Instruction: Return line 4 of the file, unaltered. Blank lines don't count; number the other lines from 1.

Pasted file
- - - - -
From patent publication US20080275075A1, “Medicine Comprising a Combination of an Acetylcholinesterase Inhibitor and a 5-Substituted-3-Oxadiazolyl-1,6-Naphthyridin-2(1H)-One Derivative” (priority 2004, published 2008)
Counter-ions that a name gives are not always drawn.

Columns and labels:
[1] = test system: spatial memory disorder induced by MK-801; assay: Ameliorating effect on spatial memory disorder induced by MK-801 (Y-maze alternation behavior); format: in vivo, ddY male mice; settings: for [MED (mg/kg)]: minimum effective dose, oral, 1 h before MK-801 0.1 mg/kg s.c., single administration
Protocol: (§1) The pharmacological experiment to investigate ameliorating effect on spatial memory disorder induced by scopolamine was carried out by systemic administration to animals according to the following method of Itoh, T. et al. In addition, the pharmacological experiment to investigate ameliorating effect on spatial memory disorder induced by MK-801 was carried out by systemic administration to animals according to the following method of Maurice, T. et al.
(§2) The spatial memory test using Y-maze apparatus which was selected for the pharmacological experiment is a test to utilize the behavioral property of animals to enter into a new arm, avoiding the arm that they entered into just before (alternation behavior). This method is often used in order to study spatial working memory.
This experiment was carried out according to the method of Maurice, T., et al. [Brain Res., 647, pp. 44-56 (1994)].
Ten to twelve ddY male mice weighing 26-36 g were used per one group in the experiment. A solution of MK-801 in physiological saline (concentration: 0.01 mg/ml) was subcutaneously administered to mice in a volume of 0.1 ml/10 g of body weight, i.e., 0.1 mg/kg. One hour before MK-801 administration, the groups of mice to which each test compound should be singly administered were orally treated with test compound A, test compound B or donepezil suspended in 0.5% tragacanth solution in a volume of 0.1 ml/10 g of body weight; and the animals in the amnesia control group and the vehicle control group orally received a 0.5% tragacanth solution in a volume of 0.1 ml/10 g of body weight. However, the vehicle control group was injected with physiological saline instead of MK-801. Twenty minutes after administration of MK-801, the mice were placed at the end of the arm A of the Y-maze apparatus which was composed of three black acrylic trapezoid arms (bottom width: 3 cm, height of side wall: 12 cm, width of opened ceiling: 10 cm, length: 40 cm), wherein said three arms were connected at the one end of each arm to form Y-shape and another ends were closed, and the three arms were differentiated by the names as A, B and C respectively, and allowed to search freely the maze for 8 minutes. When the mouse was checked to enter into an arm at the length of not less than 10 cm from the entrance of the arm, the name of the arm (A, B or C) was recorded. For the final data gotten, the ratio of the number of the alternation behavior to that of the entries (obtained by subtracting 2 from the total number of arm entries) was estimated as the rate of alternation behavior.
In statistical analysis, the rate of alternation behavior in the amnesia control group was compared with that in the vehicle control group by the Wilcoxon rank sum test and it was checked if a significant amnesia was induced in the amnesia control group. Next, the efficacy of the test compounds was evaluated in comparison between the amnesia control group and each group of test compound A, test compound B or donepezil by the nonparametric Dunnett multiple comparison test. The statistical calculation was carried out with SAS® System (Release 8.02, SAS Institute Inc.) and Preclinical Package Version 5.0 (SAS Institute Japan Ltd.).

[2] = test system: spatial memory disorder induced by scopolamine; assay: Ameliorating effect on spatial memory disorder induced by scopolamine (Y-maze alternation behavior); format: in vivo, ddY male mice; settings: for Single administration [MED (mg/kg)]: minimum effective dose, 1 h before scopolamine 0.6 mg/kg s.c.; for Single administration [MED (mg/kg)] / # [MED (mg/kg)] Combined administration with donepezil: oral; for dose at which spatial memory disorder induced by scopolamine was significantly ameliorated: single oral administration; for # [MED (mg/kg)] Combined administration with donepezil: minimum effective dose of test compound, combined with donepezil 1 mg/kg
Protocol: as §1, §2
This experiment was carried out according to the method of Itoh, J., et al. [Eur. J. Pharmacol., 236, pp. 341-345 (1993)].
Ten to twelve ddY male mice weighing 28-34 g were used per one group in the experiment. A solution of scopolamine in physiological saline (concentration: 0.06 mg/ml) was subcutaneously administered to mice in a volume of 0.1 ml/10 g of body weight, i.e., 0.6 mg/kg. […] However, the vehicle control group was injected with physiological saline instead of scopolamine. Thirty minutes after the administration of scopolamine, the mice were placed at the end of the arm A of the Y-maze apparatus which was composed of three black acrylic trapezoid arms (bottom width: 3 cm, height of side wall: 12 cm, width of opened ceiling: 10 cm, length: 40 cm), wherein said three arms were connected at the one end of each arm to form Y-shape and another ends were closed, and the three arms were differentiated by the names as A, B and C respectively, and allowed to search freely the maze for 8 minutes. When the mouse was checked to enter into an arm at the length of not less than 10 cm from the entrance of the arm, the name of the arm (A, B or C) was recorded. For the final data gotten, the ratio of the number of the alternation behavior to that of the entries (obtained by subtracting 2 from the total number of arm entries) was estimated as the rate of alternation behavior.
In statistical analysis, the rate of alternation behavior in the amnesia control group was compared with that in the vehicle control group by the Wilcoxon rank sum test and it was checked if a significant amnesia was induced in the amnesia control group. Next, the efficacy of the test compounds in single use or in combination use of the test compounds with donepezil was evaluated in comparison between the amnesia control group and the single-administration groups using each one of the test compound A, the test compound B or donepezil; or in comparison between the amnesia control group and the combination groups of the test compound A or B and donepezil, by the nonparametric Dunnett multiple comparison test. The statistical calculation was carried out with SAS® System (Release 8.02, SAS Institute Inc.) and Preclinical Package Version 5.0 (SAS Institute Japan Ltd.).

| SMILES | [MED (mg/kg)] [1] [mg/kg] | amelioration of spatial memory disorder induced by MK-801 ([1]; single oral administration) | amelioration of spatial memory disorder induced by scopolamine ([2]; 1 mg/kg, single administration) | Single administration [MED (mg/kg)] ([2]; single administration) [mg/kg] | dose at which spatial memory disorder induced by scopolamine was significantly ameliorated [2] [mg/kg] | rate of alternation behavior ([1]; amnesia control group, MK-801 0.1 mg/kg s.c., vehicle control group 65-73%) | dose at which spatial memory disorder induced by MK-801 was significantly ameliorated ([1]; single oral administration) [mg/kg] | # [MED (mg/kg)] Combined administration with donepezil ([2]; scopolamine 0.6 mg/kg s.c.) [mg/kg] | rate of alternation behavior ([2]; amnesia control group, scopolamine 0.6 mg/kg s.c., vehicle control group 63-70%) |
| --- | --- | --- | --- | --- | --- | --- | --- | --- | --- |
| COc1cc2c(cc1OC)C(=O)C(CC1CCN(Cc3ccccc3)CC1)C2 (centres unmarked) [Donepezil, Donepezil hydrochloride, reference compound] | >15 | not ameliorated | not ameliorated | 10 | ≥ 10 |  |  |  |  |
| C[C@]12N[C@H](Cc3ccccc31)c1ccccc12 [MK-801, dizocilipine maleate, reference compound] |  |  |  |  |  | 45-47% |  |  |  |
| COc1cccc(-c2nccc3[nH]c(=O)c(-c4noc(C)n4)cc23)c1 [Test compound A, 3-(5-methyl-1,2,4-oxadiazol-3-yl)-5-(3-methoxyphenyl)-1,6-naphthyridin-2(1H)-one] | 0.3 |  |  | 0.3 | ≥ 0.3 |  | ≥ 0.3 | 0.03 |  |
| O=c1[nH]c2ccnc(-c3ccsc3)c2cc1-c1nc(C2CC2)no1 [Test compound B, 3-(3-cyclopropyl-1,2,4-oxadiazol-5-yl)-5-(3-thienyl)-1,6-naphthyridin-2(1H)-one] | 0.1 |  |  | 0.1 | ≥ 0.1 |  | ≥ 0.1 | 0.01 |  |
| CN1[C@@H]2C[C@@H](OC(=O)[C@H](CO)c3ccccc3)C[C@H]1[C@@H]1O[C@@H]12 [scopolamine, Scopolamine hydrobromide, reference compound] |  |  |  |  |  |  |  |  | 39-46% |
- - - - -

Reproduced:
[1] = test system: spatial memory disorder induced by MK-801; assay: Ameliorating effect on spatial memory disorder induced by MK-801 (Y-maze alternation behavior); format: in vivo, ddY male mice; settings: for [MED (mg/kg)]: minimum effective dose, oral, 1 h before MK-801 0.1 mg/kg s.c., single administration